Surely we can rename our region to reflect our ocean-side gift, as have communities like Carmel by the Sea, Oceanside; the list is long but not exhausted. 

And like Arcata that previously was Uniontown, we can retain “McKinleyville” for our business district if so many value it, but let us grow to incorporate what will identify us in the future, our seaside beauty. 

Further, while we’re re-branding our identity to acknowledge our coastal advantages, let’s also begin correcting our most blatant embarrassment, our insensitive mockery of those who stewarded this gem of coastline before it was “unincorporated”: Let us remove the inauthentic totem pole that represents and honors none of us. Mr. Erik Yahmo Ahqha Rydberg said it far more eloquently than I before the McMack board, and I agree. 

Granted, assets extend beyond beaches of course, our airport, business park, and enhanced Central Avenue to name a few, and our flaws, including as many have noted the lack of welcoming entries, extend beyond the totem pole.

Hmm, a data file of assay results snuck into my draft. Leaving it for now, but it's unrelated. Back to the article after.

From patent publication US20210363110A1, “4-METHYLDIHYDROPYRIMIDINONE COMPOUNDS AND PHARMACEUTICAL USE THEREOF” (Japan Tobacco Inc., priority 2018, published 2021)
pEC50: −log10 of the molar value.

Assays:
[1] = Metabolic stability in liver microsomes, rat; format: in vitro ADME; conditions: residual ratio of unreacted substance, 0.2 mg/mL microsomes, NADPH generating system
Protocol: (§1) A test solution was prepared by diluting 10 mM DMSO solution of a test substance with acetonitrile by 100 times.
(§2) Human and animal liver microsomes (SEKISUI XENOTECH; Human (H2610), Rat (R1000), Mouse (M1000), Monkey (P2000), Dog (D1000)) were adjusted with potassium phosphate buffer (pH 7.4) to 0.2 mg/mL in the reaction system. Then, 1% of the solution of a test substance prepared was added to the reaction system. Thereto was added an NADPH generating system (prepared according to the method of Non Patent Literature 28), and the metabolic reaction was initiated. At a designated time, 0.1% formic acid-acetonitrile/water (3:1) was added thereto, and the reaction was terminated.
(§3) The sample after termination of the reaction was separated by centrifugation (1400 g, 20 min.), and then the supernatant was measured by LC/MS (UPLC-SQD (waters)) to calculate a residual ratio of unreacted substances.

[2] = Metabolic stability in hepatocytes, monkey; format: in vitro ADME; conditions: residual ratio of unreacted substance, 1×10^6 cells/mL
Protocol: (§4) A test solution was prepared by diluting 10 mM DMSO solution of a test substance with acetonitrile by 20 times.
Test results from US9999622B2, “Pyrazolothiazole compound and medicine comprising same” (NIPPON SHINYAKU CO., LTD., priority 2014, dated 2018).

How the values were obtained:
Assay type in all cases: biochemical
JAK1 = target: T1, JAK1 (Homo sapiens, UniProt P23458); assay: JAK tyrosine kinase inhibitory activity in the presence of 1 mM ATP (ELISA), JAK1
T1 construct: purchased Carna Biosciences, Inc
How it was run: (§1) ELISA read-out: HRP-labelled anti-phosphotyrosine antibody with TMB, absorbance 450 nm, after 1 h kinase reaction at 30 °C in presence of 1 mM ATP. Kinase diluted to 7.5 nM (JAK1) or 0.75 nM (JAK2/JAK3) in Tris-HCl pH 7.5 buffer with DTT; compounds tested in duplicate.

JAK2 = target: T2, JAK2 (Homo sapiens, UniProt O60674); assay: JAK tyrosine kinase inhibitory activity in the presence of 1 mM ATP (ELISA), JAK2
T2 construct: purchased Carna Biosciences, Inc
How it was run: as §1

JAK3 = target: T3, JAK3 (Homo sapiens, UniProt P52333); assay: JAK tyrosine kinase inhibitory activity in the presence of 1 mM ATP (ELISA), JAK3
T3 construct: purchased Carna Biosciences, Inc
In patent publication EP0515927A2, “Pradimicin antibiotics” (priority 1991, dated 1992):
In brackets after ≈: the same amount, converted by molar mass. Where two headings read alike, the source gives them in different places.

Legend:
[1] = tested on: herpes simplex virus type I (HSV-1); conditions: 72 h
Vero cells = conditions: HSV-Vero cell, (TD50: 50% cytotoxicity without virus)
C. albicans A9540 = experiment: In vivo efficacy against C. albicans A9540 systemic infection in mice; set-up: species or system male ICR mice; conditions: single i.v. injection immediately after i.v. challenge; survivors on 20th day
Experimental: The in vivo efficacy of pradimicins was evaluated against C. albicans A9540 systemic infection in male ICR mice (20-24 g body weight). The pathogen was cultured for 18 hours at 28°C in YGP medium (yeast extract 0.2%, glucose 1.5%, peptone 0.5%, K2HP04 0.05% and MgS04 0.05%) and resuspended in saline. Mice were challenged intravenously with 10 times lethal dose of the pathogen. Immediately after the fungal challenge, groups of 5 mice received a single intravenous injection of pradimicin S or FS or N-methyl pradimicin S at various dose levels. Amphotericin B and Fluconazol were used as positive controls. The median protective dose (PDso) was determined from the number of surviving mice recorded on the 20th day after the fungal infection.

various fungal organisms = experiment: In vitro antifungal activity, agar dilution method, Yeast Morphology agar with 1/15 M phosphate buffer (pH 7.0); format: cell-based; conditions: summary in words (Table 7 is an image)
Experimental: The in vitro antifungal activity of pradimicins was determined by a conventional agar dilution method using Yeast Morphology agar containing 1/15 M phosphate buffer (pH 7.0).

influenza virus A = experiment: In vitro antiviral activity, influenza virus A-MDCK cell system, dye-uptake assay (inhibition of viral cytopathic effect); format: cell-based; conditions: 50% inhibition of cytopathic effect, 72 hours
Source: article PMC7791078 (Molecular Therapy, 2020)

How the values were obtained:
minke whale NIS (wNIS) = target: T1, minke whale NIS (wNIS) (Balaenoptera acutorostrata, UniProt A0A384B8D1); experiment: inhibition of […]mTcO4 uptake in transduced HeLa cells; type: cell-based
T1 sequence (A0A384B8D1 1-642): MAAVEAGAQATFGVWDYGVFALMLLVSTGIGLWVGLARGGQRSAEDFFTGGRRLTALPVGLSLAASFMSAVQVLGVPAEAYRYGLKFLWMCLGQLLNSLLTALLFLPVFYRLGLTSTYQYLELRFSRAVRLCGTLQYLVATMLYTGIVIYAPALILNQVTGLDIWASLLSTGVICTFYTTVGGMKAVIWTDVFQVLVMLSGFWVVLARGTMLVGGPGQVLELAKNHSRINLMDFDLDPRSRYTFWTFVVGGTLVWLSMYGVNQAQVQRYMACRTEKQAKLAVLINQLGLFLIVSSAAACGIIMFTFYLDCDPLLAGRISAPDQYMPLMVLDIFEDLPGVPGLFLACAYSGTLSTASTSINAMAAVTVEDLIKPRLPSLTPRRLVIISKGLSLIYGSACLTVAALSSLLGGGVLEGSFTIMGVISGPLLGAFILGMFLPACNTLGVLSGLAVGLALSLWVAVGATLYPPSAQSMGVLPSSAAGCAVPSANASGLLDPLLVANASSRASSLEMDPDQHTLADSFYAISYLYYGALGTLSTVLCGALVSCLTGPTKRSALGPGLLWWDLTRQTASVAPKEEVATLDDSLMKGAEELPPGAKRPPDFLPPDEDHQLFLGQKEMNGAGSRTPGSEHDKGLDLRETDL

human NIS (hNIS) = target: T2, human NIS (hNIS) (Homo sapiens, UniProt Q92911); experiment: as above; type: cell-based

However, identifying with our greatest resource and removing our most insensitive totem would cost relatively little and reap much I believe. 

Barbara Morrison
McKinleyville

HSU’s healthy help

Here’s a shoutout to the Humboldt State University clubs, the American Medical Students’ Association (AMSA) and the PreMed Society on the HSU campus. 

Last Thursday night they organized and sponsored along with the Associated Students an in-depth presentation on the cost- and lifesaving benefits of a single-payer healthcare system. 

Dr. Ed Weisbart spoke at the Kate Buchanan room to well over 100 participants, a coming together of “town and gown,” that can only bring positive results of communication and cohesion between the university and community members working for positive change. 

It was an inspiring and exciting event. Thank you HSU!

Patty Harvey
Director, Humboldt Chapters, Health Care for All/PNHP
[email protected]
PO Box 4531
Arcata 95518